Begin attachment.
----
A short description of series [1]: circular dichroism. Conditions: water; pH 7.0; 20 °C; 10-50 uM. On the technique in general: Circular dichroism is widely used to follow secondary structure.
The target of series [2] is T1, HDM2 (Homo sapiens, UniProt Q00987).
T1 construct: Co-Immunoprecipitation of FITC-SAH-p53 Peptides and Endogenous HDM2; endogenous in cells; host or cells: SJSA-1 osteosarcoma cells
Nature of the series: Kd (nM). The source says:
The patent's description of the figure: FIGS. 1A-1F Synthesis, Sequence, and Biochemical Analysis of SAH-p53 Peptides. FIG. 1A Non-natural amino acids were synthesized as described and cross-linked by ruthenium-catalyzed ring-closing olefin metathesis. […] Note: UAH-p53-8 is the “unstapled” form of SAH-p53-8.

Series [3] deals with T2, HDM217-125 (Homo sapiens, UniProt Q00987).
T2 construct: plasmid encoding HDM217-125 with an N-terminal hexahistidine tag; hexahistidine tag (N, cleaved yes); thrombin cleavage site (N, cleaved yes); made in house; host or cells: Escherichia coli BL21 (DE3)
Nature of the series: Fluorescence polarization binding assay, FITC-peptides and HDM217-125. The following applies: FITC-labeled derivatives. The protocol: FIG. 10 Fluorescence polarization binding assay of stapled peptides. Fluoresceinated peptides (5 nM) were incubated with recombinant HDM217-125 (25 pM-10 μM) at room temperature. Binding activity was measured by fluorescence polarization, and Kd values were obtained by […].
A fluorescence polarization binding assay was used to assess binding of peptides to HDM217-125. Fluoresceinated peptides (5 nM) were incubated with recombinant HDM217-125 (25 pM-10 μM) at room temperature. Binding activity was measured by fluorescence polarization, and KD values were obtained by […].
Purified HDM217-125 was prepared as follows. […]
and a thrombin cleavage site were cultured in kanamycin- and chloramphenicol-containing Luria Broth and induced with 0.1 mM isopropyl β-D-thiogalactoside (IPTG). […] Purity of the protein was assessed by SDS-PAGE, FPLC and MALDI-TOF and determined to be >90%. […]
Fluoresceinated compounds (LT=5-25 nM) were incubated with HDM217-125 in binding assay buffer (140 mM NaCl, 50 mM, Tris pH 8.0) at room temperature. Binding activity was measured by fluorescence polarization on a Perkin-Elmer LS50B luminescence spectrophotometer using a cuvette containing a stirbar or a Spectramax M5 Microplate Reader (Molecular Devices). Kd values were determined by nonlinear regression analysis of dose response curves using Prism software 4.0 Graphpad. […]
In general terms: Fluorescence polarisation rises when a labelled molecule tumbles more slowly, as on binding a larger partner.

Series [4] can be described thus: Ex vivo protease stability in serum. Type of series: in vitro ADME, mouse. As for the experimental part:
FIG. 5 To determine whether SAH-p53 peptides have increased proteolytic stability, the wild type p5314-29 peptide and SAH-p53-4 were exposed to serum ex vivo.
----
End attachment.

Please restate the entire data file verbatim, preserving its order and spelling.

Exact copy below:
A short description of series [1]: circular dichroism. Conditions: water; pH 7.0; 20 °C; 10-50 uM. On the technique in general: Circular dichroism is widely used to follow secondary structure.
The target of series [2] is T1, HDM2 (Homo sapiens, UniProt Q00987).
T1 construct: Co-Immunoprecipitation of FITC-SAH-p53 Peptides and Endogenous HDM2; endogenous in cells; host or cells: SJSA-1 osteosarcoma cells
Nature of the series: Kd (nM). The source says:
The patent's description of the figure: FIGS. 1A-1F Synthesis, Sequence, and Biochemical Analysis of SAH-p53 Peptides. FIG. 1A Non-natural amino acids were synthesized as described and cross-linked by ruthenium-catalyzed ring-closing olefin metathesis. […] Note: UAH-p53-8 is the “unstapled” form of SAH-p53-8.

Series [3] deals with T2, HDM217-125 (Homo sapiens, UniProt Q00987).
T2 construct: plasmid encoding HDM217-125 with an N-terminal hexahistidine tag; hexahistidine tag (N, cleaved yes); thrombin cleavage site (N, cleaved yes); made in house; host or cells: Escherichia coli BL21 (DE3)
Nature of the series: Fluorescence polarization binding assay, FITC-peptides and HDM217-125. The following applies: FITC-labeled derivatives. The protocol: FIG. 10 Fluorescence polarization binding assay of stapled peptides. Fluoresceinated peptides (5 nM) were incubated with recombinant HDM217-125 (25 pM-10 μM) at room temperature. Binding activity was measured by fluorescence polarization, and Kd values were obtained by […].
A fluorescence polarization binding assay was used to assess binding of peptides to HDM217-125. Fluoresceinated peptides (5 nM) were incubated with recombinant HDM217-125 (25 pM-10 μM) at room temperature. Binding activity was measured by fluorescence polarization, and KD values were obtained by […].
Purified HDM217-125 was prepared as follows. […]
and a thrombin cleavage site were cultured in kanamycin- and chloramphenicol-containing Luria Broth and induced with 0.1 mM isopropyl β-D-thiogalactoside (IPTG). […] Purity of the protein was assessed by SDS-PAGE, FPLC and MALDI-TOF and determined to be >90%. […]
Fluoresceinated compounds (LT=5-25 nM) were incubated with HDM217-125 in binding assay buffer (140 mM NaCl, 50 mM, Tris pH 8.0) at room temperature. Binding activity was measured by fluorescence polarization on a Perkin-Elmer LS50B luminescence spectrophotometer using a cuvette containing a stirbar or a Spectramax M5 Microplate Reader (Molecular Devices). Kd values were determined by nonlinear regression analysis of dose response curves using Prism software 4.0 Graphpad. […]
In general terms: Fluorescence polarisation rises when a labelled molecule tumbles more slowly, as on binding a larger partner.

Series [4] can be described thus: Ex vivo protease stability in serum. Type of series: in vitro ADME, mouse. As for the experimental part:
FIG. 5 To determine whether SAH-p53 peptides have increased proteolytic stability, the wild type p5314-29 peptide and SAH-p53-4 were exposed to serum ex vivo.